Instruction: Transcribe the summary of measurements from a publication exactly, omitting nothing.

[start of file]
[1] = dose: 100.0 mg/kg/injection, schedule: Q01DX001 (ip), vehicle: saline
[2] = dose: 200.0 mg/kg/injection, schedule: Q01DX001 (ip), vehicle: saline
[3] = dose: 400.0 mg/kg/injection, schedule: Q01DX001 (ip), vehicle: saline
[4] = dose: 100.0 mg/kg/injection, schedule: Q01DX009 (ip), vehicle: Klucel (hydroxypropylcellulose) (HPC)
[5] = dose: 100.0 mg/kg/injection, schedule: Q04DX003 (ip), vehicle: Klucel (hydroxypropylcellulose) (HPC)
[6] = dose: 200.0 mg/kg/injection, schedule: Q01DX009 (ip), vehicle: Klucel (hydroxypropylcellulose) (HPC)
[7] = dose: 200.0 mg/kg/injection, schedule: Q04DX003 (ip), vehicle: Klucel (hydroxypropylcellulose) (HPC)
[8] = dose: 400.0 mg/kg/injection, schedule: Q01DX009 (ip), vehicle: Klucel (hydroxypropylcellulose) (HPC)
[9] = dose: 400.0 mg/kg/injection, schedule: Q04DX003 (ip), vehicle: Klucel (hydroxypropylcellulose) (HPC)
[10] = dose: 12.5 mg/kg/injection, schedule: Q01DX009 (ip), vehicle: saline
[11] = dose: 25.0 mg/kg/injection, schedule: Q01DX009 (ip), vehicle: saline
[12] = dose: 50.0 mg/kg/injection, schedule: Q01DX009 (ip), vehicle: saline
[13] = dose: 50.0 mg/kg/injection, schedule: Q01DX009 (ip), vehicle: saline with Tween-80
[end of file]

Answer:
[1] = dose: 100.0 mg/kg/injection, schedule: Q01DX001 (ip), vehicle: saline
[2] = dose: 200.0 mg/kg/injection, schedule: Q01DX001 (ip), vehicle: saline
[3] = dose: 400.0 mg/kg/injection, schedule: Q01DX001 (ip), vehicle: saline
[4] = dose: 100.0 mg/kg/injection, schedule: Q01DX009 (ip), vehicle: Klucel (hydroxypropylcellulose) (HPC)
[5] = dose: 100.0 mg/kg/injection, schedule: Q04DX003 (ip), vehicle: Klucel (hydroxypropylcellulose) (HPC)
[6] = dose: 200.0 mg/kg/injection, schedule: Q01DX009 (ip), vehicle: Klucel (hydroxypropylcellulose) (HPC)
[7] = dose: 200.0 mg/kg/injection, schedule: Q04DX003 (ip), vehicle: Klucel (hydroxypropylcellulose) (HPC)
[8] = dose: 400.0 mg/kg/injection, schedule: Q01DX009 (ip), vehicle: Klucel (hydroxypropylcellulose) (HPC)
[9] = dose: 400.0 mg/kg/injection, schedule: Q04DX003 (ip), vehicle: Klucel (hydroxypropylcellulose) (HPC)
[10] = dose: 12.5 mg/kg/injection, schedule: Q01DX009 (ip), vehicle: saline
[11] = dose: 25.0 mg/kg/injection, schedule: Q01DX009 (ip), vehicle: saline
[12] = dose: 50.0 mg/kg/injection, schedule: Q01DX009 (ip), vehicle: saline
[13] = dose: 50.0 mg/kg/injection, schedule: Q01DX009 (ip), vehicle: saline with Tween-80